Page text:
Fertility treatment: What to expect
If you're considering fertility treatment it can be useful to know what to expect from the process ahead. This guide provides an outline of the typical journey and who will see you at each point.
Your initial consultation will be used to discuss your fertility concerns and take your medical history.
This first appointment will be with a Consultant, who will recommend the investigations you should have to determine your level of fertility and your likelihood of conceiving through fertility treatment.
Female patients give a blood sample to test for AMH (anti mullerian hormone), a hormone secreted by cells in developing egg sacs. The result gives an indication of the egg reserve in the ovary and the likely response to treatment. Male partners provide a semen sample for analysis.
Other tests may be suggested by the consultant – for example, tubal patency tests to check for obstructions in the fallopian tubes.
If it is determined that you would benefit from fertility treatment you will have a discussion with the nursing team, who will provide further information on the treatments that are recommended and talk you through the consent forms. Consent forms are in-depth and depending on the treatment you are entering, could include questions about whether you would like to donate your eggs or sperm to other couples, how you would like them to be stored or your preferences over the use of a sperm donor.
If you are using donated sperm, the embryologist may also be involved at this stage. Forms will not be signed until later.
Consent form signing
You will return to sign the forms at a later appointment. A gap is left in order to ensure that you have had time to consider the options and are confident in your decisions. Once the consents are in place the journey will depend on your choice of treatments.
In many cases your Consultant will prescribe you a drug regime to prepare you for your treatment.
For instance, if you are not ovulating or have irregular cycles you will be given ovulation-inducing drugs to increase your chance of successful pregnancy. The drugs, given in injection form, can be self-administered.
If your treatment involves In Vitro Fertilisation (IVF) or Intra-Cytoplasmic Sperm Injection (ICSI) you will undergo egg collection. This will not happen if you have Intrauterine Insemination (IUI).
Egg collection is usually the first point you will meet the Embryologist, who is responsible for handling the eggs and sperm, checking for fertilisation and monitoring the embryos during IVF and ICSI.
During egg collection the Consultant will conduct the harvesting and will pass the follicular fluid, potentially containing eggs, to the Embryologist through a window into a sterile lab.
The Embryologist will then identify the eggs through a microscope before assisting the fertilisation.
This will be done in one of two ways:
IVF – during IVF many sperm are placed in a dish with the eggs. The sperm attempt to fertilise the eggs, this involves an element of natural selection as it is thought the ‘fittest’ sperm will penetrate the egg first.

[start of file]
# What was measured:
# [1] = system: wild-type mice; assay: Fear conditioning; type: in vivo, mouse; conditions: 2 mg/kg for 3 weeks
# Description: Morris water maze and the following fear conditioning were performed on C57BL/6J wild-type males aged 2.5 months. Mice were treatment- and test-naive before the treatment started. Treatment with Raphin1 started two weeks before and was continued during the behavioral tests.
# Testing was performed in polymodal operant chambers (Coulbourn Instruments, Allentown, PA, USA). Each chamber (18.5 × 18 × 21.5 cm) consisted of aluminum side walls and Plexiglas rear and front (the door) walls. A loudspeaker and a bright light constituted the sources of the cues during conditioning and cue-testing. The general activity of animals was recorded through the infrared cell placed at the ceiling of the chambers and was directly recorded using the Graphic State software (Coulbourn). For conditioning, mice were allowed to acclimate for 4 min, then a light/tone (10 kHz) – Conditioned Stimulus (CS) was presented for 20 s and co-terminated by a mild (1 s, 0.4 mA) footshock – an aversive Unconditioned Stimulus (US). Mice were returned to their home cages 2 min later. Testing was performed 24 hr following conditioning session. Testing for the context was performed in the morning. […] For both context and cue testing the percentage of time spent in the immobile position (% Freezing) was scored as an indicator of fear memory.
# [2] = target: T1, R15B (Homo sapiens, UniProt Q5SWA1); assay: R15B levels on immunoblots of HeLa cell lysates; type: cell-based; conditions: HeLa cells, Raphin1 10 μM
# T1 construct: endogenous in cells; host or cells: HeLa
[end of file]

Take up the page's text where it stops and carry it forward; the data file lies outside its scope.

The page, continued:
ICSI – in cases where sperm are considered unlikely to be able to fertilise the eggs (for example due to a low sperm count or a previous lack of fertilisation) the Embryologist will select a single sperm to be injected directly into each egg. This process is called ICSI.
Once the Embryologist has assessed the fertilisation of the eggs, those fertilised successfully are placed in an incubator. One option is the embryoscope, which is a sealed incubator that takes timelapse photography of the embryos. This allows the Embryologist to watch the embryos’ development undisturbed and aids the selection of the best one(s). The post-fertilisation period will last from three to five days. This is because it may take up to five days for the best embryo to be defined.
The Embryologist will be in contact with you regularly over these days and will advise how many eggs have been fertilised. On the second or third day they will advise you if the embryos are suitable for transfer on that day or if they will be reassessed and transferred on day five.
The Embryologist and Consultant will help you to decide how many embryos to transfer (into your uterus). The recommendation will usually be to transfer as few embryos as possible. This is because multiple pregnancies carry greater risks for both mother and child.
The transfer itself will be carried out by the Consultant and you do not need to be anaesthetised for the process. During the process the Embryologist draws the embryo(s) into the end of a very fine catheter and passes it to the Consultant who inserts it gently into the uterus before expelling the embryos. The empty catheter is then checked to make sure the embryos have gone.
After transfer you will have to wait approximately two weeks to know whether the embryo has successfully attached to the lining of your uterus. Many couples take a pregnancy test themselves at home, before coming to the clinic to have the result confirmed.
If you have a positive pregnancy test you will be booked for a pregnancy scan which will be carried out approximately three weeks after the positive test.
If you have a negative result you will speak with the Consultant and decide your next steps, which could include another round of treatment.